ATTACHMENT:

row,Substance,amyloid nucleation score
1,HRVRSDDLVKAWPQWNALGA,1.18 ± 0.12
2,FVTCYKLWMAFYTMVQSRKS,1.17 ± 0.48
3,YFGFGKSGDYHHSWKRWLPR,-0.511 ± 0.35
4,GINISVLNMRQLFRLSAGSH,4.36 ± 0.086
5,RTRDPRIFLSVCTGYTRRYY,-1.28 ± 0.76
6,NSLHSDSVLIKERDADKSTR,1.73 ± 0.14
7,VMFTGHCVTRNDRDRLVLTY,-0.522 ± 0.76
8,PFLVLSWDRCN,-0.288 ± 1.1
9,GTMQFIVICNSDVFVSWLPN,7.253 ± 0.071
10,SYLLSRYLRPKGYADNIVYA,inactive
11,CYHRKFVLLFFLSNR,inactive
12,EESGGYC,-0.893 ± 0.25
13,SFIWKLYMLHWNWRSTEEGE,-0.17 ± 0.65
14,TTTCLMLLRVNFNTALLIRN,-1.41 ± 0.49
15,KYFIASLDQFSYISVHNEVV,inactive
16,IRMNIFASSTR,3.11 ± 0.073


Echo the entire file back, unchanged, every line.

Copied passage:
row,Substance,amyloid nucleation score
1,HRVRSDDLVKAWPQWNALGA,1.18 ± 0.12
2,FVTCYKLWMAFYTMVQSRKS,1.17 ± 0.48
3,YFGFGKSGDYHHSWKRWLPR,-0.511 ± 0.35
4,GINISVLNMRQLFRLSAGSH,4.36 ± 0.086
5,RTRDPRIFLSVCTGYTRRYY,-1.28 ± 0.76
6,NSLHSDSVLIKERDADKSTR,1.73 ± 0.14
7,VMFTGHCVTRNDRDRLVLTY,-0.522 ± 0.76
8,PFLVLSWDRCN,-0.288 ± 1.1
9,GTMQFIVICNSDVFVSWLPN,7.253 ± 0.071
10,SYLLSRYLRPKGYADNIVYA,inactive
11,CYHRKFVLLFFLSNR,inactive
12,EESGGYC,-0.893 ± 0.25
13,SFIWKLYMLHWNWRSTEEGE,-0.17 ± 0.65
14,TTTCLMLLRVNFNTALLIRN,-1.41 ± 0.49
15,KYFIASLDQFSYISVHNEVV,inactive
16,IRMNIFASSTR,3.11 ± 0.073